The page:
Now let’s look at the test cases that can be designed using this use case.
How to create test cases from use cases?
For each possible flow in the use case, a separate test case should be created. In the above example, five paths or flows are mentioned (One Main/Normal Flow and Four Alternative Flows). So at least five test cases should be designed for the above example. If required, more than five test cases can be created. The important thing here is to cover each possibility. Note that even for exceptions, test cases will have to be designed.
While creating test cases from a use case, the following steps can be followed:
- The first step in the test case creation is to study the use cases and understand all the possible paths or flows of the use case.
- The second step is to identify all the test cases for each flow.
- The third step is to identify the test data for each test case.
For this discussion, let’s focus on Main/Normal Flow. Following is the structure of a test case explained with the example of Normal Flow mentioned in the above use case:
|Test Case ID||TC 001|
|Use Case ID||UC 001|
|Description||This test case tests the normal flow of the customer placing an order. The customer after logging in and adding the item in the cart clicks on the ‘Place Order’ button to place an order.The customer enters contact details and address. The customer will verify the order details and go to the payment page. The customer will do the payment and after successful payment, an order will be placed.|
|Pre-requisites||The user should have clicked on the ‘Place Order’ button in the cart.|
|Steps||Click on the ‘Place Order’ button.Enter contact details and address in the fields mentioned below:<<List of fields>>Click on the ‘Submit’ button.Click on the ‘Confirm and Pay’ button.Select the ‘Credit Card’ payment method.Enter ‘Credit Card’ details in the fields mentioned below:<<List of fields>>Click on the ‘Pay’ button.|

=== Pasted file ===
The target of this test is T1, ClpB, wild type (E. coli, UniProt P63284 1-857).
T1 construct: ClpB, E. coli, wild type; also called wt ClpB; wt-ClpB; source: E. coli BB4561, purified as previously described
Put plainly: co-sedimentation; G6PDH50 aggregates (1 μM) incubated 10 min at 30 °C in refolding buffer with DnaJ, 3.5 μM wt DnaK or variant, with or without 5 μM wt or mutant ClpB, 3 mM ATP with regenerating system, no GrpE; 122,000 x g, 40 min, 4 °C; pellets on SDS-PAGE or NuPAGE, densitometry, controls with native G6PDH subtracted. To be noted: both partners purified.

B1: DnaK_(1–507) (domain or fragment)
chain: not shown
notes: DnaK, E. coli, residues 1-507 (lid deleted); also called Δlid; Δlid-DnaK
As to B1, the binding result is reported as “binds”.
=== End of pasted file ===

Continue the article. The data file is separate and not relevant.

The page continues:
|Test Data||<<Test Data for each input field>>|
|Expected Result||The customer should be taken to the ‘Contact Details and Address’ page.The customer should be able to enter values as mentioned in the test data.The contact details and address should be saved, and the customer should be taken to the ‘Order Summary’ page.The customer should be taken to the payment page.The customer should be able to select the ‘Credit Card’ payment method and related fields should be displayed.The customer should be able to enter values as mentioned in the test data.The payment should be successful and a confirm message ‘Your payment has been successful, and the order has been placed. Your Order ID is XYZ1234’ should be displayed.|
For each step of the test case, expected result should be included.
To view the detailed format of a test case, kindly refer to our tutorial on – Test Case Template.
Now, let’s look at some advantages and disadvantages of using the use case testing type.
Advantages of Use Case Testing
- Use cases are designed from the user’s perspective; actions taken by the user while interacting with the system. So, the use case testing type focuses on the user; testing is done from the user’s perspective. As the testing team is thinking from the user’s perspective, it also helps them in identifying any issues related to the user experience.
- As test cases are designed based on the use cases, this testing type helps in covering all the possible flows that the actors are likely to take.
- While designing the test cases, as use cases are the base and the use case document is available before development starts, the testing team can start working on the test cases quickly and it also reduces the time involved in the test case design.
- Every use case is written with pre-conditions, post-conditions, business rules, normal flow, alternative flows, exceptions, etc. These sections help the testing team while designing the test cases.
- The complexity of the test cases can be reduced as the testing team will follow paths or flows given in the use case document.
Disadvantages of Use Case Testing
- If any flow or use case is missing in the use case document, it will also have an impact on the testing process as it is highly possible that the test cases for the missing use cases will be left out.
- Use cases cover only the functional requirements. The testing of non-functional requirements may not be possible.
- Use cases are written from the user’s perspective. There may be some scenarios in the system that are not from the user’s perspective, and they might not have been included in the use case document. In such cases, 100% test coverage of each system feature is not possible.
Use case testing is a testing type that uses test cases that are designed based on the use cases. It is a functional testing type and one of the black box testing methods. It helps in testing the system from the user’s perspective.
Kuldeep is the founder and lead author of ArtOfTesting. He is skilled in test automation, performance testing, big data, and CI-CD. He brings his decade of experience to his current role where he is dedicated to educating the QA professionals. You can find him on LinkedIn.